While Western elites around the world are more interested in the concerns of their exclusive club of privilege, Muslims have weaker attachments to their nations than they do to the idea of an Islamic community, or umma. Whether one is a Muslim in Morocco, France, or China, the lure of Islam is more powerful than loyalty to nation. This is, in a nutshell, one of the major causes of Islamic terrorism today, but it is an issue that has yet to get the attention it deserves. (more…)


Large crowd looking at the burned body of Jesse Washington, 18 year-old African-American, lynched in Waco, Texas, May 15, 1916. (Library of Congress)

Growing up on the King James Bible, there are certain passages that are forever embedded in my mind. One of these came vividly to mind after reading a powerful essay by Bill Moyers on the recent horrific burning of a Jordanian pilot by ISIS. The verse is from Matthew 7:5:

Thou hypocrite, first cast out the beam out of thine own eye; and then shalt thou see clearly to cast out the mote out of thy brother’s eye.

Like the jot and the tittel (Matthew 5:18), this is a phrase that not only resonates in the rhetoric of this classic text but serves as a reminder of our all-too-human capacity to selectively forget disagreeable parts of our own past. The issue is not about the barbaric and savage public display of a young Jordanian man burnt alive. This is a despicable act, like the beheadings, perpetrated in order to get a reaction. It is no more a unique “religious” act than the post auto de fe burnings of the Inquisition in Spain, unless you believe that it is only religion that motivates one human being to torture and cause pain on another. I think it does not do injustice to the verse to say that casting a beam out of one’s own eye is important even for casting out the beam in another’s eye.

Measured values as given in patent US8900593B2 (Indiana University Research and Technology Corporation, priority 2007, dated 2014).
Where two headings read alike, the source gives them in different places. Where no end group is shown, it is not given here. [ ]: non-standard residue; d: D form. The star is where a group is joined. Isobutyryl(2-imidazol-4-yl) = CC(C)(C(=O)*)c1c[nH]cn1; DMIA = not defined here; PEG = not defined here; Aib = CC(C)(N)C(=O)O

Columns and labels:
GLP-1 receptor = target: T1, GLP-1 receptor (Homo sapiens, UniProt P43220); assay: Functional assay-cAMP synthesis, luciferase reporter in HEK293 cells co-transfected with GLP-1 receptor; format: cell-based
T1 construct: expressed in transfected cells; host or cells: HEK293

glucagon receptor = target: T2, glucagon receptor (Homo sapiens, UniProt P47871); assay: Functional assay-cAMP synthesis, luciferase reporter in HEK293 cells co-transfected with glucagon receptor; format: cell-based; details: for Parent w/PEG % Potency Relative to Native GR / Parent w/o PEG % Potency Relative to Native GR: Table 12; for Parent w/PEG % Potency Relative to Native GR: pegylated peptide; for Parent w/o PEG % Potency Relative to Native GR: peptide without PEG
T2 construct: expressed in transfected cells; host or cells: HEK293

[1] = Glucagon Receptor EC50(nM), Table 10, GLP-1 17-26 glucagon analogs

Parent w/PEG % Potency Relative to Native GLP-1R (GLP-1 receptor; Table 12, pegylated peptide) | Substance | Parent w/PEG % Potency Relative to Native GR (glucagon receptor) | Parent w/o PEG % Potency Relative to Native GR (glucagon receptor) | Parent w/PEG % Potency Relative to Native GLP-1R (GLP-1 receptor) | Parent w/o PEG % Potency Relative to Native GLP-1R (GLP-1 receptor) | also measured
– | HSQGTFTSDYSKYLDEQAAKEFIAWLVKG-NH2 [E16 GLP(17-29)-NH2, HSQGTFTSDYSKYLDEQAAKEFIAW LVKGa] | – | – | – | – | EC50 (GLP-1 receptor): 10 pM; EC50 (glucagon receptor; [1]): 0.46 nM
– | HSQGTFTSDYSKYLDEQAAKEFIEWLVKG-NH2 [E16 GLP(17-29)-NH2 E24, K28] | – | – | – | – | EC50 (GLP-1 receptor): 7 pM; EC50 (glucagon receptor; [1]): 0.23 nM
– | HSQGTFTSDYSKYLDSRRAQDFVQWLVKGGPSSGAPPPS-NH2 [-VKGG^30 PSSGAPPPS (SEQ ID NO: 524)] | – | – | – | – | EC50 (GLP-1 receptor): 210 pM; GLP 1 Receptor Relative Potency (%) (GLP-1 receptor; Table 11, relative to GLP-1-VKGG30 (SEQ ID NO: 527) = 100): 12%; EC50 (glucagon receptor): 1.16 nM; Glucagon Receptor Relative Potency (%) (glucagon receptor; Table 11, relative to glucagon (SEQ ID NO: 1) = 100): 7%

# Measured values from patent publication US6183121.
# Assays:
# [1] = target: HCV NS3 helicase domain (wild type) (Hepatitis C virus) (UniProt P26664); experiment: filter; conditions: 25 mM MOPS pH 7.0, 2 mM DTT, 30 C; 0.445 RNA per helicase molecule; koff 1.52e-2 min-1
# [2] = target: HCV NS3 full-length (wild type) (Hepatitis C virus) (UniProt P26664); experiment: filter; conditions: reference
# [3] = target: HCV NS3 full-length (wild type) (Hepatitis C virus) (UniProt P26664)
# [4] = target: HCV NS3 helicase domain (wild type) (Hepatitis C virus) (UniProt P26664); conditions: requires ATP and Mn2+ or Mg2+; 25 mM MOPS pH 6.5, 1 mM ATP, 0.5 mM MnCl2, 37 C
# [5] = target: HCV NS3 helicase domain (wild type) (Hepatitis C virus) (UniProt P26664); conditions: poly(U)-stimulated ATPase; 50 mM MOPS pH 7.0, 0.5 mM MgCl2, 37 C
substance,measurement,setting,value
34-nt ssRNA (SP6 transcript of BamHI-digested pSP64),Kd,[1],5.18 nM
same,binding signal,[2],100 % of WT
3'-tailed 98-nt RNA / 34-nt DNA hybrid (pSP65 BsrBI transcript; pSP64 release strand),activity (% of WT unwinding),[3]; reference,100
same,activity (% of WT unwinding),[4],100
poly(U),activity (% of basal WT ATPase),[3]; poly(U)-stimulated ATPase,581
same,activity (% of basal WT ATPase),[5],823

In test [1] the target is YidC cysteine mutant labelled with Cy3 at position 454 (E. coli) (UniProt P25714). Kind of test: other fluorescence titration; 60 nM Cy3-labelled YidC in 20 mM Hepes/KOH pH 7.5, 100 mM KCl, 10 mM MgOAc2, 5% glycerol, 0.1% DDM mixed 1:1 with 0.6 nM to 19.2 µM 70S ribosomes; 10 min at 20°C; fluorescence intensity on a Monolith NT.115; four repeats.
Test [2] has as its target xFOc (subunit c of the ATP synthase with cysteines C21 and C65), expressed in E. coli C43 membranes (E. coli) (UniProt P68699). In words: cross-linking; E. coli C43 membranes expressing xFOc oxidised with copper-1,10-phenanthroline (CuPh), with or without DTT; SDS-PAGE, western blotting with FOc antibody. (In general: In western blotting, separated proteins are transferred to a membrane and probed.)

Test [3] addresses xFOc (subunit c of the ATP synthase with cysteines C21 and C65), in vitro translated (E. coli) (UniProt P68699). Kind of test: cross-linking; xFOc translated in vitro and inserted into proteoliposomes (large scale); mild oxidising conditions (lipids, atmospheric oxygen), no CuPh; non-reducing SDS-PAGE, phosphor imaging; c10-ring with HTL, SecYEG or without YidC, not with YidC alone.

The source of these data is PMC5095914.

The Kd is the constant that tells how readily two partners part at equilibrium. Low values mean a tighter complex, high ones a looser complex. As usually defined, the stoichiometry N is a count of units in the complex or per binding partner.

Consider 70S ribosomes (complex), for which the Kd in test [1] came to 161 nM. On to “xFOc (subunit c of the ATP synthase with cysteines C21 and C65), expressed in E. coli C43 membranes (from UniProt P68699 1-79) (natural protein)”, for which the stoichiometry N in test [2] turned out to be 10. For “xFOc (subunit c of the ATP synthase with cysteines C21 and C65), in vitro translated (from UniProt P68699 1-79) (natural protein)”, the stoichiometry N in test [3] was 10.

The beam in the other is the burning of the pilot. The beam in our own eye is microcosmed in the testicle cutting, lynching and burning alive of a young black man named Jesse Washington in 1916 in Waco Texas. (more…)

The media news network CNN sent reporter Nic Robertson to the border of Saudi Arabia and Yemen, where he was given a tour and saw several of the Yemenis caught smuggling over the border. One of the items being smuggled was qat. A young boy was given $50 to smuggle it into Saudi territory. The authorities tell him that in the past three months they captured close to half a million tons of qat worth 100 million dollars on the street. Here is one way the Huthis are getting cash. The report indicates that the Saudis are spending a lot of money to build fences and guard towers, although much of the border is so rugged it is impossible to stop everyone. Robertson is a bit overactive in his role at one point telling the Saudi interior spokesman with him that the Iranians are behind the Huthis and then saying this is what the Saudis say. I suspect it is what the Saudis say, but it was presented as a statement in the excerpt provided.

You can watch the video here in English, here in Arabic and read about it in Arabic here.

My friend Amir Hussain is featured in this Mike Epps episode. Check it out.